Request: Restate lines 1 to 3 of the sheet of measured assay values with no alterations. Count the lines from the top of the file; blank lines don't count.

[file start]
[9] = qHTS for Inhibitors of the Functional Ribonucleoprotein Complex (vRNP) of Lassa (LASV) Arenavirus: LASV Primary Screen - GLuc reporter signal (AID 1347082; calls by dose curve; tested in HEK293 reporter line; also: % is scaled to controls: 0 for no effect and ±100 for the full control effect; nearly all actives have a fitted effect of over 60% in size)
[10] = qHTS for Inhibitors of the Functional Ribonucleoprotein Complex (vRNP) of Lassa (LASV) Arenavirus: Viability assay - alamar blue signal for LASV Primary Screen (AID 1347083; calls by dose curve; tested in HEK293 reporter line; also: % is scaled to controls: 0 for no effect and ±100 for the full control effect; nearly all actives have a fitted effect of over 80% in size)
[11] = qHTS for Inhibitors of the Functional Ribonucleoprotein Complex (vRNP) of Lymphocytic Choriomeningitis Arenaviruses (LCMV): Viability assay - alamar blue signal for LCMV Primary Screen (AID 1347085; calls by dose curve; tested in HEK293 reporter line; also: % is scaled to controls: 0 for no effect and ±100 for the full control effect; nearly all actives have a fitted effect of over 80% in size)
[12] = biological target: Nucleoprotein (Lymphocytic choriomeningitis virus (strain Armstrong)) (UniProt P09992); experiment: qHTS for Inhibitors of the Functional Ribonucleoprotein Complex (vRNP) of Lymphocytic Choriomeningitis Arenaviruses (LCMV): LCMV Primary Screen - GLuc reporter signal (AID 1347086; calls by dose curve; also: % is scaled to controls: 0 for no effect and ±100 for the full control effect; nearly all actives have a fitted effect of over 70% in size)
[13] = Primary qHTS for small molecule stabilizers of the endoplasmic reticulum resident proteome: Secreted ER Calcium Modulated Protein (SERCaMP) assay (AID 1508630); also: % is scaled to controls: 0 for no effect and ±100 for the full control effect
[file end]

[9] = qHTS for Inhibitors of the Functional Ribonucleoprotein Complex (vRNP) of Lassa (LASV) Arenavirus: LASV Primary Screen - GLuc reporter signal (AID 1347082; calls by dose curve; tested in HEK293 reporter line; also: % is scaled to controls: 0 for no effect and ±100 for the full control effect; nearly all actives have a fitted effect of over 60% in size)
[10] = qHTS for Inhibitors of the Functional Ribonucleoprotein Complex (vRNP) of Lassa (LASV) Arenavirus: Viability assay - alamar blue signal for LASV Primary Screen (AID 1347083; calls by dose curve; tested in HEK293 reporter line; also: % is scaled to controls: 0 for no effect and ±100 for the full control effect; nearly all actives have a fitted effect of over 80% in size)
[11] = qHTS for Inhibitors of the Functional Ribonucleoprotein Complex (vRNP) of Lymphocytic Choriomeningitis Arenaviruses (LCMV): Viability assay - alamar blue signal for LCMV Primary Screen (AID 1347085; calls by dose curve; tested in HEK293 reporter line; also: % is scaled to controls: 0 for no effect and ±100 for the full control effect; nearly all actives have a fitted effect of over 80% in size)